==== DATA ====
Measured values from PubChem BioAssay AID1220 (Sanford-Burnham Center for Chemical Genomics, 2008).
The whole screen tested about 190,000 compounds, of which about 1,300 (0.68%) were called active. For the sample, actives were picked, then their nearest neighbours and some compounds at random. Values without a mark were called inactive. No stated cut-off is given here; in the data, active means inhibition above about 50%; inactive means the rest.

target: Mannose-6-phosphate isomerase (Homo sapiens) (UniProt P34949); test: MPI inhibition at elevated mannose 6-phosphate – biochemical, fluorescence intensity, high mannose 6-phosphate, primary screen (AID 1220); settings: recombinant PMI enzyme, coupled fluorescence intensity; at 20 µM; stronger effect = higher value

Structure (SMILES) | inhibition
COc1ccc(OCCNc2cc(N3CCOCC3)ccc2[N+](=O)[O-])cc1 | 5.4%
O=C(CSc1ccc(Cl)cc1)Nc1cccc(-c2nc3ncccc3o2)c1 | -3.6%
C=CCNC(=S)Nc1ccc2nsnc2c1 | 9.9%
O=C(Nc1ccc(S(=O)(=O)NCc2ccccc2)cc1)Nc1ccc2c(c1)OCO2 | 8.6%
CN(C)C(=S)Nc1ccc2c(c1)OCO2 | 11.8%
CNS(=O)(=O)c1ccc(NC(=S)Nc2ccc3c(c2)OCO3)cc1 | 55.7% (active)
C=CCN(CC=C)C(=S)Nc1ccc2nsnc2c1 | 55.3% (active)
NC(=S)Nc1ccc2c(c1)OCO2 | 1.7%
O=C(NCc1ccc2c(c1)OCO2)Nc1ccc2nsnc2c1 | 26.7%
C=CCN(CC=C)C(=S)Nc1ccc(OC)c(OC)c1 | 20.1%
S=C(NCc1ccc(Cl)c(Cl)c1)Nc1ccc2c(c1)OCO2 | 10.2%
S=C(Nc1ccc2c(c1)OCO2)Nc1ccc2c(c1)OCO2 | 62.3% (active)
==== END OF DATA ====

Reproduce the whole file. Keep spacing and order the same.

Measured values from PubChem BioAssay AID1220 (Sanford-Burnham Center for Chemical Genomics, 2008).
The whole screen tested about 190,000 compounds, of which about 1,300 (0.68%) were called active. For the sample, actives were picked, then their nearest neighbours and some compounds at random. Values without a mark were called inactive. No stated cut-off is given here; in the data, active means inhibition above about 50%; inactive means the rest.

target: Mannose-6-phosphate isomerase (Homo sapiens) (UniProt P34949); test: MPI inhibition at elevated mannose 6-phosphate – biochemical, fluorescence intensity, high mannose 6-phosphate, primary screen (AID 1220); settings: recombinant PMI enzyme, coupled fluorescence intensity; at 20 µM; stronger effect = higher value

Structure (SMILES) | inhibition
COc1ccc(OCCNc2cc(N3CCOCC3)ccc2[N+](=O)[O-])cc1 | 5.4%
O=C(CSc1ccc(Cl)cc1)Nc1cccc(-c2nc3ncccc3o2)c1 | -3.6%
C=CCNC(=S)Nc1ccc2nsnc2c1 | 9.9%
O=C(Nc1ccc(S(=O)(=O)NCc2ccccc2)cc1)Nc1ccc2c(c1)OCO2 | 8.6%
CN(C)C(=S)Nc1ccc2c(c1)OCO2 | 11.8%
CNS(=O)(=O)c1ccc(NC(=S)Nc2ccc3c(c2)OCO3)cc1 | 55.7% (active)
C=CCN(CC=C)C(=S)Nc1ccc2nsnc2c1 | 55.3% (active)
NC(=S)Nc1ccc2c(c1)OCO2 | 1.7%
O=C(NCc1ccc2c(c1)OCO2)Nc1ccc2nsnc2c1 | 26.7%
C=CCN(CC=C)C(=S)Nc1ccc(OC)c(OC)c1 | 20.1%
S=C(NCc1ccc(Cl)c(Cl)c1)Nc1ccc2c(c1)OCO2 | 10.2%
S=C(Nc1ccc2c(c1)OCO2)Nc1ccc2c(c1)OCO2 | 62.3% (active)